Joan Burton: 'Why would anybody urge voters to say No to a €700bn safety net?'
YES says Joan Burton because a positive outcome will promote stability in the Irish economy and enhance a stable euro
ABOUT 20 years ago, I attended the launch of pharmaceutical company Covidien in my own constituency of Blanchardstown in Dublin. It was the early Nineties and Ireland was about to emerge from a very difficult period when our debts had soared well over the 100 per cent of GDP.
But with the help of sound financial management, EU structural funds, access to European markets, strong growth in the economy and a little inflation, our debt levels began to fall as the economy recovered.
I say this because sometimes when you are sailing in stormy seas, it is hard to imagine that calmer waters lie ahead. But countries can, and do, emerge from periods of financial difficulty.
I was back at Covidien last week to see a company that was still thriving -- quietly getting on with the important business of manufacturing medical devices and pharmaceuticals, providing wonderful career opportunities for our people in this key global industry.
Covidien chose Ireland because we give it a strong platform to sell its goods in the eurozone. That is also why companies such as IBM, PayPal, Apple, Cisco, Amgen, Mylan and SAP have recently announced that they are expanding here.
The IDA, which is in the business of getting more multinationals to create jobs here, is urging us to vote Yes to demonstrate that we remain fully committed members of the eurozone. It says this because it knows more than anyone else in Ireland how competitive the market for international investment is. For the first time in five years, more jobs are being created than are being lost.
A wrong signal from this country on Thursday puts that achievement at risk, and could fatally weaken our position in this market. It could also undermine the efforts we have made in recent times to create new markets for Irish goods and services in China and elsewhere in Asia.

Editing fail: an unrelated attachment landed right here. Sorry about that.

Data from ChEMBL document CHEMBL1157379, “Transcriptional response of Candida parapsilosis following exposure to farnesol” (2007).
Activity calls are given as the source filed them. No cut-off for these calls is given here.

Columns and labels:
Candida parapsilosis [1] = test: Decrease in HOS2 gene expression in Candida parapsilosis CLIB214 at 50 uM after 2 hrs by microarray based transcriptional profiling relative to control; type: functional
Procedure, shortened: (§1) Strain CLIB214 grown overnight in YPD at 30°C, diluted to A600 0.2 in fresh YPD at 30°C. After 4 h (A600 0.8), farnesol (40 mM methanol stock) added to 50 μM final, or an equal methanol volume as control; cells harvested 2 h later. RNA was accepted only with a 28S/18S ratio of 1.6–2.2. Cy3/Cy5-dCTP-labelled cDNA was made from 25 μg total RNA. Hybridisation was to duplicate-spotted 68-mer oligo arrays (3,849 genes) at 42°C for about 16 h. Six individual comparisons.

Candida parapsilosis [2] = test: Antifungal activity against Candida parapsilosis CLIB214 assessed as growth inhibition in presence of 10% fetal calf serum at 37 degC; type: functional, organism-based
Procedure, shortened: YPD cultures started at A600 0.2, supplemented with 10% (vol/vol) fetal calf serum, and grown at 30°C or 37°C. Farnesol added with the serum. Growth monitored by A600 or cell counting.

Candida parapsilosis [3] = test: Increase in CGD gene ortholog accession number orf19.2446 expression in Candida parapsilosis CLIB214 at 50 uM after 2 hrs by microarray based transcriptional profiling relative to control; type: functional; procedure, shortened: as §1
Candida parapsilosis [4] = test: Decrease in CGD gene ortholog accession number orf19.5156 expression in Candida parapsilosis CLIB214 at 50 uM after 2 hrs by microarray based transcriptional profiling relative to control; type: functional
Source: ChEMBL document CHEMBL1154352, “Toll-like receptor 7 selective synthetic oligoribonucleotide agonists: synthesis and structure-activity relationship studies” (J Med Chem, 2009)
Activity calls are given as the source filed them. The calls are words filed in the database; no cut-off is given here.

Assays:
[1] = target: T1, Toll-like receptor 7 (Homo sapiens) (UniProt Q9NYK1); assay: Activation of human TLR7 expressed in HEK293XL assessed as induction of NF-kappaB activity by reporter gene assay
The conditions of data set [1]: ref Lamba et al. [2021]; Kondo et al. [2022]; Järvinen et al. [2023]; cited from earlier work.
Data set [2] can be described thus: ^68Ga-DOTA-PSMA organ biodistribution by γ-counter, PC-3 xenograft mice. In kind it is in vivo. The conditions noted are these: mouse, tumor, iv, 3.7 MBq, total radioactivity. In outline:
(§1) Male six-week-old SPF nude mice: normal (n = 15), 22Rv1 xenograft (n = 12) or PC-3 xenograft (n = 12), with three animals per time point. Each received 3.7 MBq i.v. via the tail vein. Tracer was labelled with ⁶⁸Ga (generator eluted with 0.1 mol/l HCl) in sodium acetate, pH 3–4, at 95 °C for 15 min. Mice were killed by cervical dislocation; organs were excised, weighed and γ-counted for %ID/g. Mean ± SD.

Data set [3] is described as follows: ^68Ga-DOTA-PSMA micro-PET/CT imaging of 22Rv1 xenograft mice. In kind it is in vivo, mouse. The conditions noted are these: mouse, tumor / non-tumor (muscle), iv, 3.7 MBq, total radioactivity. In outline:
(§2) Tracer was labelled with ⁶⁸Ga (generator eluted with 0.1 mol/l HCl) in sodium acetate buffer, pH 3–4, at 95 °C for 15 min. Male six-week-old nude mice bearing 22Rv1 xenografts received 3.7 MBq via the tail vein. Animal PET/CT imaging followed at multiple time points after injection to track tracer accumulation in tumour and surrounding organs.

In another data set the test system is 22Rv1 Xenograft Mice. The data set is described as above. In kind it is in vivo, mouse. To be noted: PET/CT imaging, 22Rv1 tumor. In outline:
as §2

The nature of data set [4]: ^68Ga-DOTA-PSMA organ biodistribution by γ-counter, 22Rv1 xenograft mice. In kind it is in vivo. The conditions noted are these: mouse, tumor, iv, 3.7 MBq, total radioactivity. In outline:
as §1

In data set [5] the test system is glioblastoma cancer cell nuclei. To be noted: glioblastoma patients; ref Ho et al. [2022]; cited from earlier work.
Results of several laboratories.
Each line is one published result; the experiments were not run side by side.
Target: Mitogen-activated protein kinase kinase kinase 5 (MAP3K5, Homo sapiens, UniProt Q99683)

Why do we have this treaty? Well, because late last year the euro was in real trouble. It was genuinely close to collapse, and European governments had to respond.
What 25 European countries -- including everyone using the euro -- proposed was the Stability Treaty.
This treaty is designed to stabilise the euro, and set out how countries work together and help each other. The treaty has rules for good housekeeping so that each country's finances are managed properly.
Critically, a Yes vote also
gives us access to the new €700bn bailout fund, the European Stability Mechanism (ESM), if and when we need it.
I cannot understand why anyone would urge voters to say No to a €700bn safety net at a time of such extraordinary tumult in Europe.
It has been established beyond doubt that ESM funding will be made available only to those countries that ratify the Stability Treaty, as the independent Referendum Commission has also made clear.
The treaty provides for an adjustment period to enable individual countries, including Ireland, to negotiate the timetable to meet the requirements. During that period, we will still need to borrow huge sums to maintain our health, education, welfare and employment services. It will be impossible to access funds on that scale at affordable interest rates if there is any uncertainty about Ireland's intentions.
Europe is now in a game-changing mood, with a welcome emphasis on growth and investment. Our own recovery 20 years ago was made possible, in part, by valuable injections of funds from European Structural and Social Funds. A new Social Fund could be a powerful instrument, as it was before, for young people to get new educational and training opportunities.
That is the value of constructive engagement with the EU, to combine common financial management rules with an investment programme to promote growth and employment. I am heartened by the renewed focus on the issue of Eurobonds, which would help Ireland source funding at a cheaper rate than issuing Irish bonds.
I also welcome the positive momentum behind a range of ideas such as fresh funding for the European Investment Bank and project bonds. Last week, the Council of the European Union and the European Parliament agreed a pilot phase on European project bonds for 2012-2013. The rationale is to ensure easy capital access for profitable projects that are hampered by the short-term economic situation. We expect more concrete proposals to be agreed at the formal council in June.
I am voting Yes in the referendum on Thursday because that outcome will promote stability in the Irish economy and enhance a stable euro.
Voting Yes will increase investor confidence.
Voting Yes will give us guaranteed access to funds if we need them.
Voting Yes keeps us in the game. The run of play has changed very much in our favour in recent weeks. Let us keep it that way when we vote on Thursday.
Joan Burton is Minister for Social Protection and is TD for Dublin West